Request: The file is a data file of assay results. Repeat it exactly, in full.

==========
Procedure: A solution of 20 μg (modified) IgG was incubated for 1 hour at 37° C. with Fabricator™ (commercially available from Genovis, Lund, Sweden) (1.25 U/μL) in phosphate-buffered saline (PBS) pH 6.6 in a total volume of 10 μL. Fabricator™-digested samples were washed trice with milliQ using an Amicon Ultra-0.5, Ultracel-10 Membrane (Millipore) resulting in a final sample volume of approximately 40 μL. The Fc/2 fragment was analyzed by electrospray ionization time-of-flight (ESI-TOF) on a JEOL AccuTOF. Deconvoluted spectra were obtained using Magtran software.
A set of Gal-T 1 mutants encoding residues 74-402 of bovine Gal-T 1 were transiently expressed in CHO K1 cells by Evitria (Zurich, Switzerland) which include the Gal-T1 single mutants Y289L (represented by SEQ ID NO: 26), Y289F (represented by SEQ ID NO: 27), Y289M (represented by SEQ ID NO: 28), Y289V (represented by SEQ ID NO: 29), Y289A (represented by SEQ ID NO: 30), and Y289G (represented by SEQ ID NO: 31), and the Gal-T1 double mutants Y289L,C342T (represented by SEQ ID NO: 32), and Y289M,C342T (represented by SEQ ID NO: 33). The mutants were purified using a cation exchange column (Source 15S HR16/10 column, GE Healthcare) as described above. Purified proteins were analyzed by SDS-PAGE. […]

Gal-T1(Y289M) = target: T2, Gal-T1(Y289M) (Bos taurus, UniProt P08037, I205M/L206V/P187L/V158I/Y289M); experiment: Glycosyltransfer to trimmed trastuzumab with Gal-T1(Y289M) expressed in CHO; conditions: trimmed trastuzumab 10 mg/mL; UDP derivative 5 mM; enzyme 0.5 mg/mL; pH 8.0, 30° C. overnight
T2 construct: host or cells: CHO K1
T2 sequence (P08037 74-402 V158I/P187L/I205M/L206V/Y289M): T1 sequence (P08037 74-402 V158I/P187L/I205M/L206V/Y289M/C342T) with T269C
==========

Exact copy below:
Procedure: A solution of 20 μg (modified) IgG was incubated for 1 hour at 37° C. with Fabricator™ (commercially available from Genovis, Lund, Sweden) (1.25 U/μL) in phosphate-buffered saline (PBS) pH 6.6 in a total volume of 10 μL. Fabricator™-digested samples were washed trice with milliQ using an Amicon Ultra-0.5, Ultracel-10 Membrane (Millipore) resulting in a final sample volume of approximately 40 μL. The Fc/2 fragment was analyzed by electrospray ionization time-of-flight (ESI-TOF) on a JEOL AccuTOF. Deconvoluted spectra were obtained using Magtran software.
A set of Gal-T 1 mutants encoding residues 74-402 of bovine Gal-T 1 were transiently expressed in CHO K1 cells by Evitria (Zurich, Switzerland) which include the Gal-T1 single mutants Y289L (represented by SEQ ID NO: 26), Y289F (represented by SEQ ID NO: 27), Y289M (represented by SEQ ID NO: 28), Y289V (represented by SEQ ID NO: 29), Y289A (represented by SEQ ID NO: 30), and Y289G (represented by SEQ ID NO: 31), and the Gal-T1 double mutants Y289L,C342T (represented by SEQ ID NO: 32), and Y289M,C342T (represented by SEQ ID NO: 33). The mutants were purified using a cation exchange column (Source 15S HR16/10 column, GE Healthcare) as described above. Purified proteins were analyzed by SDS-PAGE. […]

Gal-T1(Y289M) = target: T2, Gal-T1(Y289M) (Bos taurus, UniProt P08037, I205M/L206V/P187L/V158I/Y289M); experiment: Glycosyltransfer to trimmed trastuzumab with Gal-T1(Y289M) expressed in CHO; conditions: trimmed trastuzumab 10 mg/mL; UDP derivative 5 mM; enzyme 0.5 mg/mL; pH 8.0, 30° C. overnight
T2 construct: host or cells: CHO K1
T2 sequence (P08037 74-402 V158I/P187L/I205M/L206V/Y289M): T1 sequence (P08037 74-402 V158I/P187L/I205M/L206V/Y289M/C342T) with T269C